Special care must be taken when simplifying radicals containing variables. We can start with perhaps the simplest of examples.
Now, let us look at an example where x is a negative number. Let x = -6
When x is negative, the answer is not just x or -6 as we saw before. The answer is positive. To make sure that the answer is always positive, we need to take the absolute value.
Now what about the cube root of x? The cube root will behave a little differently.
$$ \sqrt[3]{x^3} = ??? $$
If x = 2 or x = -2, the answer is not always positive.
As you can see here, the answer is always x
Try to write the expression inside the radical as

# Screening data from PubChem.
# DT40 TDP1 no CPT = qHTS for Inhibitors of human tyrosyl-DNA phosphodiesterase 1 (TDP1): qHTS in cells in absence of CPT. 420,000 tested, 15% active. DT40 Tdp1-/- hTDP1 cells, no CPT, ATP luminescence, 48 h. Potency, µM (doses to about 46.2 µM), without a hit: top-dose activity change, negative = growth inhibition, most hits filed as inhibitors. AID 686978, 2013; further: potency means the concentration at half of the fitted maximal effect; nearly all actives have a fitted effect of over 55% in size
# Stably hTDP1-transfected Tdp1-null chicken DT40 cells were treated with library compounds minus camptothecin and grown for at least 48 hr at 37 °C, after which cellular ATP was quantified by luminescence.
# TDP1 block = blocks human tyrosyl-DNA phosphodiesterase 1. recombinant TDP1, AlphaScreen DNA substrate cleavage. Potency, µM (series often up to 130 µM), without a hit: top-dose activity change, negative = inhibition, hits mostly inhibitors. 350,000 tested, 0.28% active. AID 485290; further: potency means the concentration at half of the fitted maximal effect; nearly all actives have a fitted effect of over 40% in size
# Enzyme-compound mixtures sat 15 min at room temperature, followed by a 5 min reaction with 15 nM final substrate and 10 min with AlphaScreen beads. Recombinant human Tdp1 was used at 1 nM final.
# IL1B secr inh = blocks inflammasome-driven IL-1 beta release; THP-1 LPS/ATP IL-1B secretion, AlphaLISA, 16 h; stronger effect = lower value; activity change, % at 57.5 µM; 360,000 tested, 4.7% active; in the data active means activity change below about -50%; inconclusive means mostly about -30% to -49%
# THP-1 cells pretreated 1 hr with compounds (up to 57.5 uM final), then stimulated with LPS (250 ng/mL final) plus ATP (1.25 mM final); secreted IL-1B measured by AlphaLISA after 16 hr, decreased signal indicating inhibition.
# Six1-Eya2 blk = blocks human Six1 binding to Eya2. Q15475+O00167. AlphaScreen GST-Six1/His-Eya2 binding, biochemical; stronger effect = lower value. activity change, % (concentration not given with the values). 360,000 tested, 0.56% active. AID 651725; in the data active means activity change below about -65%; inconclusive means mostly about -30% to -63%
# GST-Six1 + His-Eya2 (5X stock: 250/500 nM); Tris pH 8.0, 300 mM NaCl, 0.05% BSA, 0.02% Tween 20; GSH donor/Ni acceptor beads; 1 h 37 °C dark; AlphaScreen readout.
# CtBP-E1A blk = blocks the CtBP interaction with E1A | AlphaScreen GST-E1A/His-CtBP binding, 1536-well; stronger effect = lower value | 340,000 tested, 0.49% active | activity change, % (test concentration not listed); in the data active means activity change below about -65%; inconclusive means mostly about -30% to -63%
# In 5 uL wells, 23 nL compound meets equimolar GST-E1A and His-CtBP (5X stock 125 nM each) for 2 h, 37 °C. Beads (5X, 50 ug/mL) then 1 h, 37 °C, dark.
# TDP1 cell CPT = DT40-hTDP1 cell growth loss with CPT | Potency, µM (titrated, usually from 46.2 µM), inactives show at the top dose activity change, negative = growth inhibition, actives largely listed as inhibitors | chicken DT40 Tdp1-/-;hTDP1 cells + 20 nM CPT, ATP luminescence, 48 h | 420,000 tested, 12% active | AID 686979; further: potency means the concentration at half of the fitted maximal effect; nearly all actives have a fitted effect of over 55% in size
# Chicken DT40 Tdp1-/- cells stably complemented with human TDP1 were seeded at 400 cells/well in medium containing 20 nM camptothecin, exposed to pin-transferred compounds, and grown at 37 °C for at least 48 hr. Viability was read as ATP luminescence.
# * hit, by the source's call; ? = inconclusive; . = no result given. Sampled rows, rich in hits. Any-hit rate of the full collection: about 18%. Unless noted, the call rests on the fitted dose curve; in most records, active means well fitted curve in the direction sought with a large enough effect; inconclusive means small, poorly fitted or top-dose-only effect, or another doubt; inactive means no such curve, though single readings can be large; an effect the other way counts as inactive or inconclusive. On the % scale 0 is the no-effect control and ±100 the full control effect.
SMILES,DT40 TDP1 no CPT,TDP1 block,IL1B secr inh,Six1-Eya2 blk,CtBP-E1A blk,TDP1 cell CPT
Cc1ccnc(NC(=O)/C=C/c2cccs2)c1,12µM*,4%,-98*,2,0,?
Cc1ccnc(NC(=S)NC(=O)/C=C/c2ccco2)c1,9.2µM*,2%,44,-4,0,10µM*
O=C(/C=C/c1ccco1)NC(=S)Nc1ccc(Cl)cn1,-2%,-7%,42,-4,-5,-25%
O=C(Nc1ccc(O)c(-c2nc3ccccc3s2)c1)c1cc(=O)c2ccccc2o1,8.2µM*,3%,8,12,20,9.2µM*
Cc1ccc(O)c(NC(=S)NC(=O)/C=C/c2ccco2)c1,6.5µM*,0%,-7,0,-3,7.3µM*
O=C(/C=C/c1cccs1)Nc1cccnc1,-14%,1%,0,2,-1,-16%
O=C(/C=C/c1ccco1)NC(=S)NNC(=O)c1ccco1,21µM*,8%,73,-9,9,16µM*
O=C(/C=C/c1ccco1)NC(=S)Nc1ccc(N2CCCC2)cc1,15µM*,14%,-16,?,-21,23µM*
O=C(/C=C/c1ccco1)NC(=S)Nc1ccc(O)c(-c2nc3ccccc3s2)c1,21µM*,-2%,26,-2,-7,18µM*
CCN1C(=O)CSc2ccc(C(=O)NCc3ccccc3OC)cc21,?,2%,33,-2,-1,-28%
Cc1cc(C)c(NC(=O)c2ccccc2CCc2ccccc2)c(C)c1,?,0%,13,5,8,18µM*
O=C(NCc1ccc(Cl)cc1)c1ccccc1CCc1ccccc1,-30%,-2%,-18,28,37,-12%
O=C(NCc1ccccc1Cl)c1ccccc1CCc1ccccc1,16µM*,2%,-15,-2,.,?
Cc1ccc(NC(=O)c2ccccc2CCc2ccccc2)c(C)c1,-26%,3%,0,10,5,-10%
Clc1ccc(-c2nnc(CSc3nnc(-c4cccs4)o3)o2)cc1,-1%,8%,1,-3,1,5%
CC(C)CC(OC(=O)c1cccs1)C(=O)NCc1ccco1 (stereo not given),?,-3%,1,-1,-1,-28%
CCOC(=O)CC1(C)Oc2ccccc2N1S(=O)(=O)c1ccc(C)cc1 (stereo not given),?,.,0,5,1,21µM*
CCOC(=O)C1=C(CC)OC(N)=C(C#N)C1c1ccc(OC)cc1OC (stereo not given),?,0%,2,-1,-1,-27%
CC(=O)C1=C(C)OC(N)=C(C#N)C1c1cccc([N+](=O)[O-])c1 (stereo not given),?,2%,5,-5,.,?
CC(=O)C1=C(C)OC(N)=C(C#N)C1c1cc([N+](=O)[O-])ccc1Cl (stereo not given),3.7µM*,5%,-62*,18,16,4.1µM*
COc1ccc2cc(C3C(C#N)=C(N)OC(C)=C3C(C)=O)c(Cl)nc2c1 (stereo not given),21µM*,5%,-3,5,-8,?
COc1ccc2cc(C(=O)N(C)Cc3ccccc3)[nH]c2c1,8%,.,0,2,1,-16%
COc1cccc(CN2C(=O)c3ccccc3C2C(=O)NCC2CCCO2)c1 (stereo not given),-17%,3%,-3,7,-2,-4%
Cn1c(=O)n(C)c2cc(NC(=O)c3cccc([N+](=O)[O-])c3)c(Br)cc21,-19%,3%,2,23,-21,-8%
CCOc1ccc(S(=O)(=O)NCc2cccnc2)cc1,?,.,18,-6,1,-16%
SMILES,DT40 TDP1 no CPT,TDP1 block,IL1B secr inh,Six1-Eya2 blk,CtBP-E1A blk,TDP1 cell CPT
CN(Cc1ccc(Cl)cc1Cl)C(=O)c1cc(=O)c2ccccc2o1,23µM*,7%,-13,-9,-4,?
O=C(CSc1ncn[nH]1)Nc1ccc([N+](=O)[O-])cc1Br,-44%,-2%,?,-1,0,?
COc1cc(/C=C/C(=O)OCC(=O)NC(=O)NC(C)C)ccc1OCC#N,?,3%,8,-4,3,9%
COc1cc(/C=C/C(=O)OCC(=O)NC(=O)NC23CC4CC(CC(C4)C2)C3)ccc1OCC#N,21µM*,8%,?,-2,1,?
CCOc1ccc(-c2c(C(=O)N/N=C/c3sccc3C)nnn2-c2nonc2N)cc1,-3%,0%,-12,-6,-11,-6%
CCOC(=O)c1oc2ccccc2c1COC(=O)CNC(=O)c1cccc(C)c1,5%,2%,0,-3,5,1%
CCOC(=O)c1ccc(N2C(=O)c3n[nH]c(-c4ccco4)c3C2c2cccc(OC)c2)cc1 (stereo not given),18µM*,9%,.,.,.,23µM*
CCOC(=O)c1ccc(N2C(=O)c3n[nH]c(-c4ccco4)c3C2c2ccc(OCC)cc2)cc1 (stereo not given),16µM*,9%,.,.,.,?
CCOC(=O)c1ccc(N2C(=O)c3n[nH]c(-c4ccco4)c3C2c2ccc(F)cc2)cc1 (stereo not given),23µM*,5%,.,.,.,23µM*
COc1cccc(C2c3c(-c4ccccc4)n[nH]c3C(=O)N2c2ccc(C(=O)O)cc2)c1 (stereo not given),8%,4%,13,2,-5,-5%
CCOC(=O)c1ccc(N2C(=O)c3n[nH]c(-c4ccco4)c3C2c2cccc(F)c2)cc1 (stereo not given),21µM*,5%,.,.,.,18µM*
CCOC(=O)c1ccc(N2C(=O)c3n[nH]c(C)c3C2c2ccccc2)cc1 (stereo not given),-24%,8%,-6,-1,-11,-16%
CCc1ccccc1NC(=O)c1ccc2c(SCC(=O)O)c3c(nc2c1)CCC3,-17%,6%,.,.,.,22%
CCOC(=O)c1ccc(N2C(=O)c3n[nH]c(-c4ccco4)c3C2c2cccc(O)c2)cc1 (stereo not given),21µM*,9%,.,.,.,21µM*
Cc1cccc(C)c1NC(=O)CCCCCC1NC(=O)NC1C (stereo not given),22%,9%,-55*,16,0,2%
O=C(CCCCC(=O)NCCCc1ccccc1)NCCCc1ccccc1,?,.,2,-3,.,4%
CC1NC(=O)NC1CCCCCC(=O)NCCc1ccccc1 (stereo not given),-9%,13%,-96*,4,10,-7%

We will need to use some properties of exponents to do this.
let us now conclude this lesson with the last example below
Try to write the expression inside the radical as
Sep 01, 18 04:07 PM
These heart of algebra questions will help you prepare to take the math portion of the SAT
New math lessons
Your email is safe with us. We will only use it to inform you about new math lessons.
Sep 01, 18 04:07 PM
These heart of algebra questions will help you prepare to take the math portion of the SAT
Our Top Pages
Formula for percentage
Compatible numbers
Basic math test
Basic math formulas
Types of angles
Math problem solver
Algebra word problems
Surface area of a cube
Finding the average
Scale drawings
Everything you need to prepare for an important exam!
K-12 tests, GED math test, basic math tests, geometry tests, algebra tests.
Real Life Math Skills
Learn about investing money, budgeting your money, paying taxes, mortgage loans, and even the math involved in playing baseball.